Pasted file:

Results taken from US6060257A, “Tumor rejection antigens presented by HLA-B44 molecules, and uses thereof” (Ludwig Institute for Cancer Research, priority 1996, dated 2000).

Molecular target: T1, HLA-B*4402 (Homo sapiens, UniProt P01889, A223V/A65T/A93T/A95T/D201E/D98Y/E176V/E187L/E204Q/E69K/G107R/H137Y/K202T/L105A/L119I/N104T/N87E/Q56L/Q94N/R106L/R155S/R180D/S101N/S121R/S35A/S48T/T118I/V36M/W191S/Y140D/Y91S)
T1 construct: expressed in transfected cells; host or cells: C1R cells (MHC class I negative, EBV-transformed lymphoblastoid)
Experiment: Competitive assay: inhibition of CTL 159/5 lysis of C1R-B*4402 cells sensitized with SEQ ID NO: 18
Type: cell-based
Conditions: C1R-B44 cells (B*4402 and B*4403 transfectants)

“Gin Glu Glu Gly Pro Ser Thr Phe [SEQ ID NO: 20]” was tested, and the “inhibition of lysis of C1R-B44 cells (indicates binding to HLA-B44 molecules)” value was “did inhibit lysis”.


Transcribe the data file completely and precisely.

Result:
Results taken from US6060257A, “Tumor rejection antigens presented by HLA-B44 molecules, and uses thereof” (Ludwig Institute for Cancer Research, priority 1996, dated 2000).

Molecular target: T1, HLA-B*4402 (Homo sapiens, UniProt P01889, A223V/A65T/A93T/A95T/D201E/D98Y/E176V/E187L/E204Q/E69K/G107R/H137Y/K202T/L105A/L119I/N104T/N87E/Q56L/Q94N/R106L/R155S/R180D/S101N/S121R/S35A/S48T/T118I/V36M/W191S/Y140D/Y91S)
T1 construct: expressed in transfected cells; host or cells: C1R cells (MHC class I negative, EBV-transformed lymphoblastoid)
Experiment: Competitive assay: inhibition of CTL 159/5 lysis of C1R-B*4402 cells sensitized with SEQ ID NO: 18
Type: cell-based
Conditions: C1R-B44 cells (B*4402 and B*4403 transfectants)

“Gin Glu Glu Gly Pro Ser Thr Phe [SEQ ID NO: 20]” was tested, and the “inhibition of lysis of C1R-B44 cells (indicates binding to HLA-B44 molecules)” value was “did inhibit lysis”.